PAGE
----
London

“The Americans: New Art”

Barbican Art Gallery

Do we need a survey of new American art in London? That’s the question one asked before venturing to “The Americans: New Art” at the Barbican. The title suggested “Move over YBAs,” a sentiment addressed to a London media for whom contemporary art is still wholly synonymous with the late Britpack phenomenon. The reality is that over the last few years we’ve had plenty of opportunities in London to see the work of young artists from the US in galleries such as Corvi-Mora, greengrassi, Sadie Coles HQ, and White Cube, not to mention Charles Saatchi’s two-part 1998 show “Young Americans” (though the adjective was sometimes applied generously and the selection was restricted to Saatchi's own collection). For as many as two-thirds of the thirty artists featured in “The Americans: New Art,” this was not a UK debut.

Still, at the turn of the century American art—or art in general for that matter—resists easy classification, which made the prospect of an exhibition that tried to make sense of it all exciting. In the early ’90s we could still talk somewhat definitively of identity politics, of bad girls and boys, of the abject and pathetic, and so on. in comparison, recent art is a more diffuse and slippery affair, being “post” just about everything—not least variants of postmodern practice overly reliant on the armature of theory.

Perhaps in view of this elusiveness, the curatorial spotlight so far has been on the Los Angeles boom (P.S. 1’s recent “Greater New York” being the rejoinder). One of the virtues of “The Americans: New Art” was that it neatly sidestepped the East Coast–West Coast feud with a seamless selection drawn equally from both art hubs. This seamlessness was helped along by the decision to omit the two city-specific tendencies that have dominated American painting of late: neo-rococo portraiture from New York, as practiced by John Currin, Lisa Yuskavage, Elizabeth Peyton, Kurt Kauper, et al., and the askew formalism that's been emanating from LA in works by Laura Owens, Monique Prieto, Kevin Appel, and Ingrid Calame, many of whom had their first significant solo shows after 1995, the starting point curator Mark Sladen set for the Barbican’s selection.

These omissions also ensured an even spread of media: Painting, sculpture, video, and photography were present in equal measure. There was in fact little painting proper in the show—Brian Calvin’s oddly tender, cartoonish depictions of slacker artists and musicians being the exception—but allusions to its conventions were profuse. Paintinglike pieces took the impure forms of paper cutouts (Kara Walker), wall paintings (Arturo Herrera and Ricci Albenda), resin-coated collages (Ellen Gallagher and Fred Tomaselli), canvases in enamel paint and black glitter (Rob Pruitt), and so on. Generally, though, it was the sculpture in the show that revealed new vistas for painting: Liz Craft’s and Rachel Feinstein's glossy, saturated colors gave their sculptures the immaterial, imagelike quality of mirages. Of these sculptures-cum-paintings the most memorable was Evan Holloway’s Gray Scale, 2000, a small tree whose every branch had been cut and reassembled at right angles, like an organic television aerial. The branches and slim trunk were painted over in a sliding scale of grays, creating the vertiginous illusion that the piece was a sculpture of a photograph of itself. On the other hand, videos took up some of what sculpture ceded to painting: Gravity was the star of Martin Kersels’s, Dara Friedman’s, and John Pilson’s looped narratives, in the form of rotating, climbing, diving, free-falling, and dropping stuff—slapstick, quotidian updates of post-Minimalist concerns. It was perhaps in identifying this sense of meltdown between the different formal and representational idioms—which has supplanted an earlier generation’s reliance on incongruous juxtapositions of ready-made elements—that the show was most useful.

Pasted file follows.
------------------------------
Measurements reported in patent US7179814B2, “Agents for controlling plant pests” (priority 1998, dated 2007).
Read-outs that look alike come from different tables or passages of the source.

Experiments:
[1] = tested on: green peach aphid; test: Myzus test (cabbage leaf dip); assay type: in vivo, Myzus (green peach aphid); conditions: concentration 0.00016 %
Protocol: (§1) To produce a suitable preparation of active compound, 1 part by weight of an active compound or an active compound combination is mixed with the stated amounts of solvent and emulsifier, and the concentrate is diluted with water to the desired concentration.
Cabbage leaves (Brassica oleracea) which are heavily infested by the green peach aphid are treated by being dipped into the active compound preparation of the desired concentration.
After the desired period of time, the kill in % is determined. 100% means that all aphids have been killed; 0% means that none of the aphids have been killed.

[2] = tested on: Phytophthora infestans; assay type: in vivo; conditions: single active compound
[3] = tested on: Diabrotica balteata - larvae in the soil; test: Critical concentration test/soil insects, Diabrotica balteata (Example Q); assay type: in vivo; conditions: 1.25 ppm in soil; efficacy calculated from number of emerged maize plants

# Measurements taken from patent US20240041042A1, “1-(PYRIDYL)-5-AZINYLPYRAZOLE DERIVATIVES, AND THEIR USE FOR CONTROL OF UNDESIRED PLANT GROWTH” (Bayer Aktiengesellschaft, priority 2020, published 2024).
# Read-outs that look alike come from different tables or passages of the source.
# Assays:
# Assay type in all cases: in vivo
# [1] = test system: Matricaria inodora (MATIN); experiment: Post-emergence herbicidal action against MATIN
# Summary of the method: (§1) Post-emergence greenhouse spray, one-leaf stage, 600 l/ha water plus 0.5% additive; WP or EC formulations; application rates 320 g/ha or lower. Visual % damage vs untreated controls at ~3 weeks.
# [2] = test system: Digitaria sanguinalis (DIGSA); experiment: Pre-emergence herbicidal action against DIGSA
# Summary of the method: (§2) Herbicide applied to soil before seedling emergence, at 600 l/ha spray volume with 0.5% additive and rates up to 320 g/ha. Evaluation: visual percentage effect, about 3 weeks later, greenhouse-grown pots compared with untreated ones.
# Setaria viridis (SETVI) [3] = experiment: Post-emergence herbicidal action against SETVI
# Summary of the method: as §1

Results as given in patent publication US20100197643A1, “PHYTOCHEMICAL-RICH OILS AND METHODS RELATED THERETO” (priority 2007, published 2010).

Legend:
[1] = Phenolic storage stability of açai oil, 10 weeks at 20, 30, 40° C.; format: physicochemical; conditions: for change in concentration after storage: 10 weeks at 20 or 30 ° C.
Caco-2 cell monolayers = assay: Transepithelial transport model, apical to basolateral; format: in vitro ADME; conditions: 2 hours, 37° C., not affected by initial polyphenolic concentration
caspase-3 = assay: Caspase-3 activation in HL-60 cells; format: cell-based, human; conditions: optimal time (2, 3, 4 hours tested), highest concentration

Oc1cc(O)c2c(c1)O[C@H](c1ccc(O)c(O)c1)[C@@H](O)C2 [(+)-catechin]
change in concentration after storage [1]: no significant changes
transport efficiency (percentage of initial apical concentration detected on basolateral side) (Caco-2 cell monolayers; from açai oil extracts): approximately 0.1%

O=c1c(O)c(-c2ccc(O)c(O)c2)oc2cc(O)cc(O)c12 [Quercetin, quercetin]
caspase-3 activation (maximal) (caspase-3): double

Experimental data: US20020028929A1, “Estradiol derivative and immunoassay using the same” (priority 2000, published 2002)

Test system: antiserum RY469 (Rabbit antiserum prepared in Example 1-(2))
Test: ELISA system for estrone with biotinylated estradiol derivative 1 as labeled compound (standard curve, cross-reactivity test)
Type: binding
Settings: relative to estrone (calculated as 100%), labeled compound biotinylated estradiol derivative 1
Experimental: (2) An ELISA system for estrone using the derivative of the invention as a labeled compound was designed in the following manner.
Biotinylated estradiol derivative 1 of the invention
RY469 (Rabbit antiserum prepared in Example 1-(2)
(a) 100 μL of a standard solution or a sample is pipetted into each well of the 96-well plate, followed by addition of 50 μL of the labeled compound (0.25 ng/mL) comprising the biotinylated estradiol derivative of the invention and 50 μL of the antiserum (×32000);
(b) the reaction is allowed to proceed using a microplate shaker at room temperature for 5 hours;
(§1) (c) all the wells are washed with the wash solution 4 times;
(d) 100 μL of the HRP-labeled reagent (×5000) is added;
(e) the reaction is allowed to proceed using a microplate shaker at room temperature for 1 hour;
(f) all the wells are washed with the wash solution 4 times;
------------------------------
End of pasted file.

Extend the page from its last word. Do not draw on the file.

In other respects “The Americans” was a relatively safe selection conventionally installed. There was little sense that the artists had accompanied their works to London (you could almost smell the crates), an impression admittedly not helped by the boothlike architecture of the upper galleries, reminiscent of an art fair—or a gallery complex on Wilshire Boulevard. The only signs of spillage between works, or between a work and the space, were Piotr Uklanski’s Untitled (Wet Water), 2001, which created the refreshingly unsettling impression that the Barbican’s roof was leaking, and the shimmering yellow reflections that bathed the ceiling above Pae White’s Andre-esque Perspex floor piece. Further on, Jonathan Horowitz’s poignant (and warped) Soul of Tammi Terrell, 2001, on two monitors, duetted well with Ellen Gallagher’s nearby Warholian reworking of ’60s African American hair-product ads, in what was otherwise an orderly, one-at-a-time procession of more or less familiar gallery fare that might have been selected from secondary source material alone.

Undoubtedly “The Americans” included a relatively high quota of worthwhile artists, but the exhibition suffered from, its narrow range. At first its effervescence and lack of didacticism were energizing, but after a while its persistent saccharine playfulness, rainbow palette, and generally solipsistic outlook left one feeling a little queasy, as if one had watched a music-video channel too long. Missing were whole physical, intellectual, and emotional registers whose contrasting tones might have given the experience more substance; one left in need of something a little more engaged, ambitious, discordant, or visionary—or all of those things. Still, despite these limitations, with this show Sladen, who joined the Barbican from London’s Entwistle gallery a couple of years back, has put a venue not known for its contemporary programming firmly on the map.

Alex Farquharson is a London-based writer.